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CDFI versus CDE Certification: What's the Difference?

By Moriah Taylor - November 17, 2021

Both CDFI and CDE certification can help grow your credit union's Field of Membership. Learn about how the two designations differ as well as how to qualify.

Benefits of CDFI/CDE Certification

Certification as a Community Development Financial Institution (CDFI) or Community Development Entity (CDE) makes an organization eligible to apply for awards under the CDFI Fund's competitive programs. The funds made available through these programs help organizations further serve economically distressed communities and low-income individuals.

Community Development Entity

A Community Development Entity is a domestic corporation or partnership that is an intermediary vehicle for the provision of loans, investments, or financial counseling in low-income communities. Being a CDE allows an entity to apply for New Markets Tax Credit (NMTC) allocations. The NMTC Program attracts private capital into low-income communities by permitting investors to receive a tax credit against their federal income tax in exchange for making equity investments in CDEs.

To become certified as a CDE, an organization must submit an application demonstrating that it meets each of the following requirements:

• Be a legal entity at the time of application;
• Have a primary mission of serving Low-Income Communities (LICs);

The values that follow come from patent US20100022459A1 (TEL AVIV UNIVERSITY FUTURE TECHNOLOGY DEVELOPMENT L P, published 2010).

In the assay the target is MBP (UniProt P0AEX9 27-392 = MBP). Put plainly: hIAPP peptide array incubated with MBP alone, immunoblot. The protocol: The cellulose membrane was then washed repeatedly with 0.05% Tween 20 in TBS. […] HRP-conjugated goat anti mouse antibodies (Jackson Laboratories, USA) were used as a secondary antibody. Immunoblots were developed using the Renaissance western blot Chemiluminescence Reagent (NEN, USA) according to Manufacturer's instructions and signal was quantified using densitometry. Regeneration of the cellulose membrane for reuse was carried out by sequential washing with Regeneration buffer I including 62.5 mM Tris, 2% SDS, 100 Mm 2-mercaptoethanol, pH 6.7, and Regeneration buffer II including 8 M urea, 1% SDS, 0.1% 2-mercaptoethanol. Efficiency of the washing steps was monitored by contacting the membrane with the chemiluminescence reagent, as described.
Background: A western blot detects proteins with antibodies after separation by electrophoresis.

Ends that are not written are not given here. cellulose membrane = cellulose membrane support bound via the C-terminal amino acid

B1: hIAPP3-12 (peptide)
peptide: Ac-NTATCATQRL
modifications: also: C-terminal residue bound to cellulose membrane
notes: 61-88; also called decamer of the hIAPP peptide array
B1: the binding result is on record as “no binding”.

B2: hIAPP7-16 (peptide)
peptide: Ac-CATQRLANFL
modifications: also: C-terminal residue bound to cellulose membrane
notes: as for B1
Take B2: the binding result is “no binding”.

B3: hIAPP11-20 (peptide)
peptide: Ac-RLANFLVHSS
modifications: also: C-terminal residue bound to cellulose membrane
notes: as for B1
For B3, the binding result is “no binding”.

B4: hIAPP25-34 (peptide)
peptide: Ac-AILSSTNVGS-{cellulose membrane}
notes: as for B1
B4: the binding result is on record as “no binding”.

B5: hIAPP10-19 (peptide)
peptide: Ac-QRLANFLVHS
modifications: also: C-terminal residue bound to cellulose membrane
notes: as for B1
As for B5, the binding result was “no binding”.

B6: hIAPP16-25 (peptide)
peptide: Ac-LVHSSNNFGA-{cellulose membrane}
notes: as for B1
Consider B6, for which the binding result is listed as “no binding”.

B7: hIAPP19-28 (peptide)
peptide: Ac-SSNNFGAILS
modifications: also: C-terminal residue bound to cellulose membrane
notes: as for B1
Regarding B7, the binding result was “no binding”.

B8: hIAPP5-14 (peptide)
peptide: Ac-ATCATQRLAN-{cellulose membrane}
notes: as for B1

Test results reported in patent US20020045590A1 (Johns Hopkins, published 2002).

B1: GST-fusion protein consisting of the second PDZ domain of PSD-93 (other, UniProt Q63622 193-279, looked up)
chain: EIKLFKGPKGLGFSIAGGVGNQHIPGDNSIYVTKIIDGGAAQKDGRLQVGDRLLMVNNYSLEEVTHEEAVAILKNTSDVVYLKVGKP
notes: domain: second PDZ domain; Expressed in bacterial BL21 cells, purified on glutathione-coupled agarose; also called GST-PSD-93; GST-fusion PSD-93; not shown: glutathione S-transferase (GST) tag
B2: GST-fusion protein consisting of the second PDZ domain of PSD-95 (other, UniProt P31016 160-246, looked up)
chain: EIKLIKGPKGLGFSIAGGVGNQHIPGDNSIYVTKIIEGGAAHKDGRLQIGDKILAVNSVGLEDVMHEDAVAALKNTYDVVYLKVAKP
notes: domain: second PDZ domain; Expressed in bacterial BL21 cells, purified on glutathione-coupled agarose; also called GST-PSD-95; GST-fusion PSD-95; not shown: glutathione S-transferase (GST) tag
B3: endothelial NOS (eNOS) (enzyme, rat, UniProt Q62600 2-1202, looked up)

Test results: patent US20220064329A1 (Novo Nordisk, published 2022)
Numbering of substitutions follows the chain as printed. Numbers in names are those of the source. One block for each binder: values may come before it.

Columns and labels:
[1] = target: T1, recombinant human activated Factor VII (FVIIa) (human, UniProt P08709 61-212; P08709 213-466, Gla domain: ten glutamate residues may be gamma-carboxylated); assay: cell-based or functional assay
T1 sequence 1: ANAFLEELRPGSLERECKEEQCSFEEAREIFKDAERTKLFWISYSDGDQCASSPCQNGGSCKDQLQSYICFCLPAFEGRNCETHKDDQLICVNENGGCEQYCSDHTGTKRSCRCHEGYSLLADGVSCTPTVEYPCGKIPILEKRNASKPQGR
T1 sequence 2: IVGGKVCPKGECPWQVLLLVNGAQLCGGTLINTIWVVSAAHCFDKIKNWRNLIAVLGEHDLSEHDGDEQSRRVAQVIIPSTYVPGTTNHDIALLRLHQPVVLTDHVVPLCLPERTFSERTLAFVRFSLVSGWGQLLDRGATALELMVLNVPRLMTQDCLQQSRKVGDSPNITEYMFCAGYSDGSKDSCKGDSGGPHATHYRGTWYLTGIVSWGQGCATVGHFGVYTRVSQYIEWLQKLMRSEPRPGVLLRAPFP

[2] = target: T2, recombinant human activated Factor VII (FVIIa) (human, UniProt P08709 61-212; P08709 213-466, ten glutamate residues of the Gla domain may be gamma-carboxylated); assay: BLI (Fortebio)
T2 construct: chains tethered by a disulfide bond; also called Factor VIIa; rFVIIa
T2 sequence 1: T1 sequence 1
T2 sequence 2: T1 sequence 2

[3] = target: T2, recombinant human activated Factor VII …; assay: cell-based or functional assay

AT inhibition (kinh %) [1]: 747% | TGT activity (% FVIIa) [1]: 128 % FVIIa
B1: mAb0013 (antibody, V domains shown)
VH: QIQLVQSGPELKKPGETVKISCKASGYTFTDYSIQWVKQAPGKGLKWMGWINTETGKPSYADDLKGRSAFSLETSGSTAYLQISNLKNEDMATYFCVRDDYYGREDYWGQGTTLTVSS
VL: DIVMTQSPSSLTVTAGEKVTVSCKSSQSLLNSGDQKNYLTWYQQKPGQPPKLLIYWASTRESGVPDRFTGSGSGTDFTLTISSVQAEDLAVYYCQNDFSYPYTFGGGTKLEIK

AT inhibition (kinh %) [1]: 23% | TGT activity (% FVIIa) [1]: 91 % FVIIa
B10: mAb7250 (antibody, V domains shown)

• Maintain accountability to the residents of its targeted LICs.

Community Development Financial Institution

CDFI certification is the U.S. Department of the Treasury’s recognition of specialized financial institutions which serve low-income communities and provide financial services to people who lack access to financing. CDFIs include regulated institutions such as community development banks and credit unions, and non-regulated institutions like loan funds and venture capital funds.

To be eligible for CDFI certification, an organization must meet the following criteria:

• Have a primary mission of promoting community development;
• Provide both financial and educational services;
• Serve and maintain accountability to one or more defined target markets;
• Be a legal, non-governmental entity at the time of application.

To learn more about how CUCollaborate can guide you through the CDFI certification process, schedule a free consultation with our team.

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